All of this comes as litigation financiers raise capital at an unprecedented pace and innovate to provide new forms of funding including defense-side hybrid funding and success fee arrangements. And, as highlighted in Proskauer’s Private Equity and Hedge Fund 2019 Annual Review, litigation funding may fuel potential disputes by permitting fund sponsors to pursue potentially meritorious claims while reducing the effect of litigation expenses on the balance sheet, as well as affording sponsors a strategy to mitigate downside risk. Litigation funding is also among the market conditions contributing to an increased incidence of portfolio company litigation.

Thus, while courts continue to restrain discovery in the area, rule makers appear poised to continue expanding visibility into whether litigation finance is being used and if so, the entities that are involved. Those seeking to take advantage of litigation funding, whether that be using it to pay for the costs of litigation or as an investment opportunity, should be aware of the potential for increased transparency requirements advanced at the judicial or rulemaking level.

Email this postTweet this postLike this postShare this post on LinkedIn
Photo of James Anderson James Anderson

Jim Anderson is a litigator and trial lawyer. His practice focuses on complex commercial litigation involving leading technology and pharmaceutical companies, as well as private equity, private credit, and venture funds. Jim leverages his technological background and expertise to represent clients in high-stakes…

Jim Anderson is a litigator and trial lawyer. His practice focuses on complex commercial litigation involving leading technology and pharmaceutical companies, as well as private equity, private credit, and venture funds. Jim leverages his technological background and expertise to represent clients in high-stakes business and intellectual property disputes.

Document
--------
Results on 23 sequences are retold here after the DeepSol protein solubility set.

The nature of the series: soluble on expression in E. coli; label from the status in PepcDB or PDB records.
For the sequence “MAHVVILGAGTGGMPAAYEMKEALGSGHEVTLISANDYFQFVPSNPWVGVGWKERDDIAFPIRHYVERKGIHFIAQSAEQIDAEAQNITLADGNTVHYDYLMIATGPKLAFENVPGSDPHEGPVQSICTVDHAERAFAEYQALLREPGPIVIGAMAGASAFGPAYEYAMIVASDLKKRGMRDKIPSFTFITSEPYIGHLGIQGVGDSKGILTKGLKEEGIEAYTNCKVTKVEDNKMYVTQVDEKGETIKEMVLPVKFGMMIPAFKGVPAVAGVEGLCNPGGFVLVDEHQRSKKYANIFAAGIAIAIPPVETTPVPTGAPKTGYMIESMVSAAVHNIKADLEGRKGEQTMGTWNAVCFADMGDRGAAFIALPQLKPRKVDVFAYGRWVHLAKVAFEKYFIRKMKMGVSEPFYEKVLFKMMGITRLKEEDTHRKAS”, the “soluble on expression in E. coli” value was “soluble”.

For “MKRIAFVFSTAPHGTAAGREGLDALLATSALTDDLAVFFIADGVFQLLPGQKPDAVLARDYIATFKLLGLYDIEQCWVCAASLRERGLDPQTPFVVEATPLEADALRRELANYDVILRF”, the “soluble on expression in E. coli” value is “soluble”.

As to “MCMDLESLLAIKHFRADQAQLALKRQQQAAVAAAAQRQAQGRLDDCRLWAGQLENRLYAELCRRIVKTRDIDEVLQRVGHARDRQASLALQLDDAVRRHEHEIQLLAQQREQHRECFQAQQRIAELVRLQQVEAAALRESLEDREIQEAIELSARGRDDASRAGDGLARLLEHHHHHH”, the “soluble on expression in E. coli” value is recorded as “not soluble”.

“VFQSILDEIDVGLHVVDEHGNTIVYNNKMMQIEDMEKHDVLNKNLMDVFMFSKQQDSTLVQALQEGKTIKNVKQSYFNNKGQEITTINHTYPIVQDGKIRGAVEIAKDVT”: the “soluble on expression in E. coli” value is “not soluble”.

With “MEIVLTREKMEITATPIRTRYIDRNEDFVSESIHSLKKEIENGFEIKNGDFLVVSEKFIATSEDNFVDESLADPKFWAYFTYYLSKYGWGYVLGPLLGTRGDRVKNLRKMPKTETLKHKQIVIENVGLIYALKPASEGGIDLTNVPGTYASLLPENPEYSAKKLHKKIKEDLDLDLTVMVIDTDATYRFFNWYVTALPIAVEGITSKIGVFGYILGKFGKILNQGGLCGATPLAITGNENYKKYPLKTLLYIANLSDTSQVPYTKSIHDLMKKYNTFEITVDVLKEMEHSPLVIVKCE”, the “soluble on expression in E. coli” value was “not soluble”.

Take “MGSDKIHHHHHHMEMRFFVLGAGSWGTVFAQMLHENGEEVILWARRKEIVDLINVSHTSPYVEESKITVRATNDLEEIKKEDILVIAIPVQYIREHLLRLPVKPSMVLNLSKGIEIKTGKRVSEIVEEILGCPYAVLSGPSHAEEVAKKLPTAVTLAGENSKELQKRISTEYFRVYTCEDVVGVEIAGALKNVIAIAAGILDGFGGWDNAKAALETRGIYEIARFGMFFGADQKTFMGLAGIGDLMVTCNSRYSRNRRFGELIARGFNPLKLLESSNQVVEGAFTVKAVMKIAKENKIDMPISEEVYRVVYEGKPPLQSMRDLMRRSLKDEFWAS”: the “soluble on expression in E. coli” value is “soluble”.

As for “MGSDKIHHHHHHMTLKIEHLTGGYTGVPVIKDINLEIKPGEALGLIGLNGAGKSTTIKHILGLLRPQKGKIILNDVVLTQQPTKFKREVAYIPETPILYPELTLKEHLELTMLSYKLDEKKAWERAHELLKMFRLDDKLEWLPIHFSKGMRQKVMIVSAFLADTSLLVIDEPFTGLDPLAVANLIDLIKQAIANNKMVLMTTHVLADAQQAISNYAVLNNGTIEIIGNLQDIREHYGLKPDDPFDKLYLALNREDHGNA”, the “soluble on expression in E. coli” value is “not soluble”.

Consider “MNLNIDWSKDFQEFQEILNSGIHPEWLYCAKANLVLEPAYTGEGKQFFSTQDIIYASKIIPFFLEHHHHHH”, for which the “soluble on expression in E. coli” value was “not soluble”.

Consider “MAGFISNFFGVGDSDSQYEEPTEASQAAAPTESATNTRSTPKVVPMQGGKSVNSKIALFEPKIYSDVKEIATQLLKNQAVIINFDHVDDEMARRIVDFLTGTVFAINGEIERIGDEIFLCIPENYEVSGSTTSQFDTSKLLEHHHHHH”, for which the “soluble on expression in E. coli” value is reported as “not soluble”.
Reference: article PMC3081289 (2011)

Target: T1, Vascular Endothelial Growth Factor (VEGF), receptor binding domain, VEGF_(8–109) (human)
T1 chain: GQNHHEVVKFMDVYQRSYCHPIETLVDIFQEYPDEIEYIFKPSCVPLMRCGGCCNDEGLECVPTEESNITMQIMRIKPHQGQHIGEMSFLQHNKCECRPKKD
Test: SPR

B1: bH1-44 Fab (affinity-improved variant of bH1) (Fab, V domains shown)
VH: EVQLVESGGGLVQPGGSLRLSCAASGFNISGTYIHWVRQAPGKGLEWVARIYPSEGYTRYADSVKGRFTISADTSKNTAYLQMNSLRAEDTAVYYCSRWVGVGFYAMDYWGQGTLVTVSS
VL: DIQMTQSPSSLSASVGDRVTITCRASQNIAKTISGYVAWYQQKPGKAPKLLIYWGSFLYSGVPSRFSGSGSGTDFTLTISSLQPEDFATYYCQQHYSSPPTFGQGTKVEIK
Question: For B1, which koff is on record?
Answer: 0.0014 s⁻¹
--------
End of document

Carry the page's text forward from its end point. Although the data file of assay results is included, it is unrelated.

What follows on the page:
Jim has experience litigating cases for clients in the life sciences, biotech, software, consumer electronics, and financial services industries.  Jim has also handled lawsuits for venture and hedge funds, and real estate clients.   He has litigated cases in courts throughout the United States, as well as before the International Trade Commission and Patent Trial and Appeal Board.  He has also represented foreign and domestic companies in disputes before international arbitration tribunals under ICC and CPR Rules.

In addition to his commercial litigation practice, Jim counsels and advises private equity and private credit clients in fund-fund, lender-sponsor, and portfolio company disputes.  Jim leverages his courtroom experience to help these clients navigate regulatory and litigation risks.

Jim also advises clients on intellectual property strategy spanning the full range of patent, trademark, and trade secret protections. He has developed and maintained intellectual property portfolios in a broad range of industries, including consumer products, medical devices, machining and fabrication equipment, and semiconductor devices. Jim is registered to practice before the USPTO.

Jim also maintains an active pro bono practice. He has received awards for his work on behalf of victims of domestic violence and abuse.

Jim has a background in Mechanical Engineering, with a focus on energy, power, and fuel cell technologies. Prior to his career at Proskauer, Jim served as a judicial intern in the U.S. District Court for the District of Connecticut and represented clients with the UConn Intellectual Property and Entrepreneurship Law Clinic.